Moreover, a port corporation can act as a trade facilitator and play an educational role, functions considered important even if there is no direct contribution to the bottom line. In a number of ports the educational role is clearly visible, and considered vital, given their need to communicate with the community about the importance of the port to the local economy. This is especially important when the port needs to expand and controversial measures need to be taken. For example, during the recent channel deepening of Port Phillip Bay, the management of community expectations and concerns by the Port of Melbourne Corporation was vital in bringing the project to a satisfactory conclusion.
Private owners of ports are less likely to undertake non-revenue raising activities and prefer to ‘sweat the assets’. For example, the Port of Brisbane closed down its port education centre after privatisation. The Port of Melbourne education centre will probably be one of the first port activities to go should privatisation occur. Conversely, the Port of Rotterdam’s multi-million dollar visitors and education centre, on their newly developed Maasvlakte 2, demonstrates the importance the port’s owner, the City of Rotterdam, places on this role.
The proposed price, $6 billion for the Port of Melbourne and up to $8 billion if the Port of Hastings is included, seems overly optimistic. There is virtually no infrastructure on either the landside or the water side at the Port of Hastings to support a large container terminal and hence no direct cash flow for the new owner (whether the Port of Hastings should be considered as an alternative container port at all is another story!).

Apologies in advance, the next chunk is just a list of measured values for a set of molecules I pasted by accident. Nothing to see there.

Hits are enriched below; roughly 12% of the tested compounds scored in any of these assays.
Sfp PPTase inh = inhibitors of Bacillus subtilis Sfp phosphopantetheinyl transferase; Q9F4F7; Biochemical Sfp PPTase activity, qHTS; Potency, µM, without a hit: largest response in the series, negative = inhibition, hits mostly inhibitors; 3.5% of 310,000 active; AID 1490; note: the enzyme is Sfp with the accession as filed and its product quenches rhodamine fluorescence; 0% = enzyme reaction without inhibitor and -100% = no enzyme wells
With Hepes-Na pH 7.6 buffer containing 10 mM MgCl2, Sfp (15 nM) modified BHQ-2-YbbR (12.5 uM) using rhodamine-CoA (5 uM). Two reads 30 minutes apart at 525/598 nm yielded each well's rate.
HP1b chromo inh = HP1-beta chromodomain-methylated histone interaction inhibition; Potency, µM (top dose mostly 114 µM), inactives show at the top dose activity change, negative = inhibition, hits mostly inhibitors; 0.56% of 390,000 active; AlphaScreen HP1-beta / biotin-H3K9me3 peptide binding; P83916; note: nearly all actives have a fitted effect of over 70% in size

With an expanded Port of Hastings a possibility, the proposed development of Webb Dock at the Port of Melbourne with a new container terminal and a potential increase of capacity by the current container terminal operators at Swanson Dock could be reviewed. It is doubtful whether the current bidders for the Webb Dock development would like to sink 250 million dollars into a modern container terminal with the threat of the Port of Hastings taking over as the main container port for the State of Victoria.
Although this threat currently exists, it can be better managed while both ports are under the control of the State government. A private operator is more inclined to minimise capital spending and maximise the return on investment.
Proposals from both the Coalition and Labor seem ill-conceived and made on the run in an effort to raise additional monies to spend on projects popular with voters in the lead-up to the November election. It will be interesting to see what the public will think in years to come of the opportunities missed by governments to make Victoria a more liveable and prosperous state through not having the political will to take a long-term view rather than trying to score points by selling off important government-owned assets to fund popular projects.
Dr Hermione Parsons
Director, Institute for Supply Chain and Logistics; Associate Professor, College of Business, Victorian University; Chairperson of the Supply Chain Advisory Network
Peter Van Duyn
Maritime Industry Expert, Institute for Supply Chain and Logistics at Victoria University; Member, Supply Chain Advisory Network